Interest among Australians in health and medical research is high with 89% saying they are interested in health and medical research.  However, while confident in their ability to contribute to decision making about the future direction of HMR most Australians don’t know how, and many don’t believe they’d be heard.  Our governments and research organisations clearly have more work to do to meaningfully engage with the broader community.
Continue reading “Australians embrace health and medical research in a changing landscape of healthcare”

Research Australia Welcomes My Health Record Reforms


 

 

 

MEDIA RELEASE
1 August 2018

My Health Record: Health and medical researchers welcome strengthened privacy

Australia’s health and medical research sector has welcomed Government moves to strengthen privacy protections of the My Health Record.

“Australians must be able to confidently participate in this scheme. Strengthening the My Health Record Act is an important first step in ensuring public trust in the system.

“People have real concerns over privacy and access of their My Health Record and those concerns must be heard and addressed through additional communications to the public about the benefits and purpose of the My Health Record. This is too important an opportunity to forego because of a lack of information,” said Research Australia’s CEO, Ms Levin.

An overnight poll of Research Australia members shows continued support from the health and medical research community for the My Health Record, with a majority of respondents in favour of the scheme.

Research Australia has written to Federal Health Minister, Greg Hunt, offering the assistance of health and medical researchers in explaining how My Health Record data could be used to further vital health and medical research and improve our health system.

Research Australia is the national peak body representing the whole of the health and medical research pipeline: www.researchaustralia.org

Media contact: Lucy Clynes 0404 068 912

Corporate Giving And Innovative Research Have The Greatest Impact

Commitment, support and passion are hallmarks of organisations making a difference and this is even more significant when it’s to fight a devastating childhood cancer.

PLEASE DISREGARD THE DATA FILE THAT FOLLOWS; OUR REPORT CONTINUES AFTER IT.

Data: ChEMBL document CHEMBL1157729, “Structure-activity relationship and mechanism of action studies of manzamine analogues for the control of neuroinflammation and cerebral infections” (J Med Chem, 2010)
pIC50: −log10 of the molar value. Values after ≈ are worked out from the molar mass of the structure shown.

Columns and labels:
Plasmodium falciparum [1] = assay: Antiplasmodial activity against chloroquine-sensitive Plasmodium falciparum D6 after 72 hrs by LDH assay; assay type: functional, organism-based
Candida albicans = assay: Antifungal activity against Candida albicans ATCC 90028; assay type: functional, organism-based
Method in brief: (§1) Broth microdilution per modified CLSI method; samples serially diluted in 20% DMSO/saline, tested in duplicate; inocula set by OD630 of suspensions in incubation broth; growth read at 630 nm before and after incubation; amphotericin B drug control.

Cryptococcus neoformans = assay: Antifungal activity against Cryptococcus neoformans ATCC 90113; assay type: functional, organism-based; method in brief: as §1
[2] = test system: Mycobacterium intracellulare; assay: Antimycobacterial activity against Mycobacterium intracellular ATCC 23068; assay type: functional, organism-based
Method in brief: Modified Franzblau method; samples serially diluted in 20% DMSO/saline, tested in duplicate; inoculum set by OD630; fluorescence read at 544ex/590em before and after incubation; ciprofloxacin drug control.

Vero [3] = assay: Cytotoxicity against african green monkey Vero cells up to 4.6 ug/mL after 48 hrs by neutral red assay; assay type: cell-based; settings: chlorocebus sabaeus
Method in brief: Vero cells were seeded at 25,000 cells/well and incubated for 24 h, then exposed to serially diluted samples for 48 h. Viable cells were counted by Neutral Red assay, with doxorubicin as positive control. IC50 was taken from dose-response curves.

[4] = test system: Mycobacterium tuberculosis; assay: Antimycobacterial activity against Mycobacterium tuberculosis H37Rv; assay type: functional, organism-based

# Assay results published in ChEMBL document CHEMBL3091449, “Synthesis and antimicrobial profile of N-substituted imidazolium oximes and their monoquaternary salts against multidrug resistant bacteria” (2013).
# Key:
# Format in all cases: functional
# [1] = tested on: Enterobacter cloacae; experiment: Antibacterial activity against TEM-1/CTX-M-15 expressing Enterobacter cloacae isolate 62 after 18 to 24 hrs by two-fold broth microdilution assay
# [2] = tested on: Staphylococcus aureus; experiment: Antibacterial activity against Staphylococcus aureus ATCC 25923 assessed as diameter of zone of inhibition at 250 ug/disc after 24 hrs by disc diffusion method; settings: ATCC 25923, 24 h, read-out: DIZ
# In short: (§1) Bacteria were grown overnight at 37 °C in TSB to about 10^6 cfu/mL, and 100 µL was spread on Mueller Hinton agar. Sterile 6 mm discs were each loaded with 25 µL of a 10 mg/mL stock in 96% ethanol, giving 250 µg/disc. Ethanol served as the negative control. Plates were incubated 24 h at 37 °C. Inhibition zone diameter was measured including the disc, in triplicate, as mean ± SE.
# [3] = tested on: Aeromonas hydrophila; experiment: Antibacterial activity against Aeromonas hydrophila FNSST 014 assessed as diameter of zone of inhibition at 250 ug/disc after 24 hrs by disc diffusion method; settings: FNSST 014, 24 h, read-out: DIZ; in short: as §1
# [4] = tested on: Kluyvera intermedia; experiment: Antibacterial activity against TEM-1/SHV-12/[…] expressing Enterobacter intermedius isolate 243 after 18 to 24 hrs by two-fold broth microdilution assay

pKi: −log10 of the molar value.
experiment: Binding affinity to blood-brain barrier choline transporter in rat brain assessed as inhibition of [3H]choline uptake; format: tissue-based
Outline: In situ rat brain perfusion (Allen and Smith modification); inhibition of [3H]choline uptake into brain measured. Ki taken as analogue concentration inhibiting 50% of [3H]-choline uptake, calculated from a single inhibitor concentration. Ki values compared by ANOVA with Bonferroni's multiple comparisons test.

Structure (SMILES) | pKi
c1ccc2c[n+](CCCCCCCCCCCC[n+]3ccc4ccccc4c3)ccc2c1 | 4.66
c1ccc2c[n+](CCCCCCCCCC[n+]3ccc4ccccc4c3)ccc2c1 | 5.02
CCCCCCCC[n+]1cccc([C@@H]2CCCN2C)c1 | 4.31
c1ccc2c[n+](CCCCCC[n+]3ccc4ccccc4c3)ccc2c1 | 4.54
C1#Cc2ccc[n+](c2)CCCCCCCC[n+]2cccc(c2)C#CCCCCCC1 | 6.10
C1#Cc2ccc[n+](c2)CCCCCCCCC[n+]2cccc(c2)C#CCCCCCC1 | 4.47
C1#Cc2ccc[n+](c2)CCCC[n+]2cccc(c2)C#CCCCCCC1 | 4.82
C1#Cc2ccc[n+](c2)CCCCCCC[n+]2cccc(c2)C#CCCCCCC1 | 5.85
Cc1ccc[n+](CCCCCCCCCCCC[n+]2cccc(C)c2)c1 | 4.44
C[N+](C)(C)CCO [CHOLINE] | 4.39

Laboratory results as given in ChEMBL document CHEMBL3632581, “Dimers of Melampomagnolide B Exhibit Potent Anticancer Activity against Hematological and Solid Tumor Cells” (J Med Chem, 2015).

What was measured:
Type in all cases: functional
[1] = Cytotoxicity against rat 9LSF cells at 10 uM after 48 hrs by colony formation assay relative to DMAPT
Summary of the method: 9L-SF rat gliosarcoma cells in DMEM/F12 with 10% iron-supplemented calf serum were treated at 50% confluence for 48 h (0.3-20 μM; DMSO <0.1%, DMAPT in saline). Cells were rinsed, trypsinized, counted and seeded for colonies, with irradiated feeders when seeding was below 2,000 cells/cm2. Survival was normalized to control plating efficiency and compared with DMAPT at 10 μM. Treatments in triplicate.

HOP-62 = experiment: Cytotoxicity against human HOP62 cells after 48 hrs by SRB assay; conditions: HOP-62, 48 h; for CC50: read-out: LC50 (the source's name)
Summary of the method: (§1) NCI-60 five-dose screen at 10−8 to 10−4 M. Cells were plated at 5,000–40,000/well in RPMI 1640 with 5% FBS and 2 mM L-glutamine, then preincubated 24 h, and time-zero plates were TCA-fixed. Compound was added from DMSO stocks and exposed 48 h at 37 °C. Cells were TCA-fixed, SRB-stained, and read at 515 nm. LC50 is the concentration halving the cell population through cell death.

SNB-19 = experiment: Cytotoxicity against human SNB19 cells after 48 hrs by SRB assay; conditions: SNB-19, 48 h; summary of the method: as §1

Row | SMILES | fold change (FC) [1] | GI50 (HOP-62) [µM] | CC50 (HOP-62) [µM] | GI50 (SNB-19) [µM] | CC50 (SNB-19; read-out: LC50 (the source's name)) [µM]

With very few treatment options and no cure yet, diffuse intrinsic pontine glioma (DIPG) is a devastating childhood cancer, that is highly aggressive and difficult to treat due to the location of the tumor. The only way is through expensive medical research.

At a gala event in Melbourne last Thursday, the national advocacy body, Research Australia awarded the QBE Foundation the Leadership in Corporate Giving Award for amazing support of The Kids’ Cancer Project to raise funds to find a way to beat this terrible disease.

Continue reading “Corporate Giving And Innovative Research Have The Greatest Impact”

Inspiring action through generosity

The Great Australian Philanthropy Award was awarded to Mr Andrew Forrest AO and Mrs Nicola Forrest for their leadership in giving with impact and offering examples of good practice to encourage further social giving.

This follows their work through the Minderoo Foundation and the announcement in May of one of the Australia’s largest private donations totalling $400m. This includes $75 million dollars specifically earmarked for the Eliminate Cancer Initiative with funding to be used as planning capital to unite, encourage and reward the global cancer industry to collaborate and coordinate their efforts and specialise their focus to accelerate research, development, clinical trials and cancer care delivery.

Continue reading “Inspiring action through generosity”

Reducing Hip Fractures with data

Falling over and breaking any bone, let alone your hip, is not something any of us wants to think about, but it is all too often the reality for older people, with serious consequences.

One in 20 older hip fracture patients will die before they leave the hospital; one in 10 aren’t able to go home and instead transfer to an aged care facility, and more than half are still unable to walk after 12 months.

Continue reading “Reducing Hip Fractures with data”